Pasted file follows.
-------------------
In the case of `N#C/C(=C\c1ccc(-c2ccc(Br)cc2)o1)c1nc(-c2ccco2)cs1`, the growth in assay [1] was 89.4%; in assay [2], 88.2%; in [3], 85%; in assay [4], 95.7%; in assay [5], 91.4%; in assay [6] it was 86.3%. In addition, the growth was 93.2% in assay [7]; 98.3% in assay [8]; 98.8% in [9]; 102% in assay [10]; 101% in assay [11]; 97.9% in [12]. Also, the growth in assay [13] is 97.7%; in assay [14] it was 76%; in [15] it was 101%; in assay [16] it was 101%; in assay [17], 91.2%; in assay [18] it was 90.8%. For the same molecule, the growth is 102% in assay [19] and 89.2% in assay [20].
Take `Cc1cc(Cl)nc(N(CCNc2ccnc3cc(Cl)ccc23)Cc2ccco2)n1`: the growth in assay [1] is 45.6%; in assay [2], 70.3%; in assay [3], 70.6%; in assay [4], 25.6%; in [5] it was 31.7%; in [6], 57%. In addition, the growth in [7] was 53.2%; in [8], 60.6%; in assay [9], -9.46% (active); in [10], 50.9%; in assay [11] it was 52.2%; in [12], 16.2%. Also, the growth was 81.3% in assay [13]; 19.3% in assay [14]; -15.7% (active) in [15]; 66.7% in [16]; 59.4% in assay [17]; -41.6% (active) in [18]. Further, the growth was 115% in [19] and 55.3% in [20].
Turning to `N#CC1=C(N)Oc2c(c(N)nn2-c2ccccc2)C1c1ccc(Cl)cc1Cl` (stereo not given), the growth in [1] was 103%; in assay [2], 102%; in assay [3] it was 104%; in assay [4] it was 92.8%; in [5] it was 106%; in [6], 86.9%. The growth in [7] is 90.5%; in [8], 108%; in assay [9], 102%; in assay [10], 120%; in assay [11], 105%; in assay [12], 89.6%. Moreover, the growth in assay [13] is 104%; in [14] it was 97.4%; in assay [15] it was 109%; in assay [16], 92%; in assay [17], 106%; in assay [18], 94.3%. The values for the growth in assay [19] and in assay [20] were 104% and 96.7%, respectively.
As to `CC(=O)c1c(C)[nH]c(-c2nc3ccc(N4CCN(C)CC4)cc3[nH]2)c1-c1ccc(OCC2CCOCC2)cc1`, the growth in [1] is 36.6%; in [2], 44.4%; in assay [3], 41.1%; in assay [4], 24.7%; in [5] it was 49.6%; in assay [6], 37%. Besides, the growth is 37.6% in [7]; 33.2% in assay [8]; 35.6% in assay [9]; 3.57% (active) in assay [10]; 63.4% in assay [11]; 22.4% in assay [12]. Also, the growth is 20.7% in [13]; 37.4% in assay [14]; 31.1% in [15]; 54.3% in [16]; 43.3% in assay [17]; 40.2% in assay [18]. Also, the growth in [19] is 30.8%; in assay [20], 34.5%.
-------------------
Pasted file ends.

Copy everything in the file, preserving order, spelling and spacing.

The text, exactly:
In the case of `N#C/C(=C\c1ccc(-c2ccc(Br)cc2)o1)c1nc(-c2ccco2)cs1`, the growth in assay [1] was 89.4%; in assay [2], 88.2%; in [3], 85%; in assay [4], 95.7%; in assay [5], 91.4%; in assay [6] it was 86.3%. In addition, the growth was 93.2% in assay [7]; 98.3% in assay [8]; 98.8% in [9]; 102% in assay [10]; 101% in assay [11]; 97.9% in [12]. Also, the growth in assay [13] is 97.7%; in assay [14] it was 76%; in [15] it was 101%; in assay [16] it was 101%; in assay [17], 91.2%; in assay [18] it was 90.8%. For the same molecule, the growth is 102% in assay [19] and 89.2% in assay [20].
Take `Cc1cc(Cl)nc(N(CCNc2ccnc3cc(Cl)ccc23)Cc2ccco2)n1`: the growth in assay [1] is 45.6%; in assay [2], 70.3%; in assay [3], 70.6%; in assay [4], 25.6%; in [5] it was 31.7%; in [6], 57%. In addition, the growth in [7] was 53.2%; in [8], 60.6%; in assay [9], -9.46% (active); in [10], 50.9%; in assay [11] it was 52.2%; in [12], 16.2%. Also, the growth was 81.3% in assay [13]; 19.3% in assay [14]; -15.7% (active) in [15]; 66.7% in [16]; 59.4% in assay [17]; -41.6% (active) in [18]. Further, the growth was 115% in [19] and 55.3% in [20].
Turning to `N#CC1=C(N)Oc2c(c(N)nn2-c2ccccc2)C1c1ccc(Cl)cc1Cl` (stereo not given), the growth in [1] was 103%; in assay [2], 102%; in assay [3] it was 104%; in assay [4] it was 92.8%; in [5] it was 106%; in [6], 86.9%. The growth in [7] is 90.5%; in [8], 108%; in assay [9], 102%; in assay [10], 120%; in assay [11], 105%; in assay [12], 89.6%. Moreover, the growth in assay [13] is 104%; in [14] it was 97.4%; in assay [15] it was 109%; in assay [16], 92%; in assay [17], 106%; in assay [18], 94.3%. The values for the growth in assay [19] and in assay [20] were 104% and 96.7%, respectively.
As to `CC(=O)c1c(C)[nH]c(-c2nc3ccc(N4CCN(C)CC4)cc3[nH]2)c1-c1ccc(OCC2CCOCC2)cc1`, the growth in [1] is 36.6%; in [2], 44.4%; in assay [3], 41.1%; in assay [4], 24.7%; in [5] it was 49.6%; in assay [6], 37%. Besides, the growth is 37.6% in [7]; 33.2% in assay [8]; 35.6% in assay [9]; 3.57% (active) in assay [10]; 63.4% in assay [11]; 22.4% in assay [12]. Also, the growth is 20.7% in [13]; 37.4% in assay [14]; 31.1% in [15]; 54.3% in [16]; 43.3% in assay [17]; 40.2% in assay [18]. Also, the growth in [19] is 30.8%; in assay [20], 34.5%.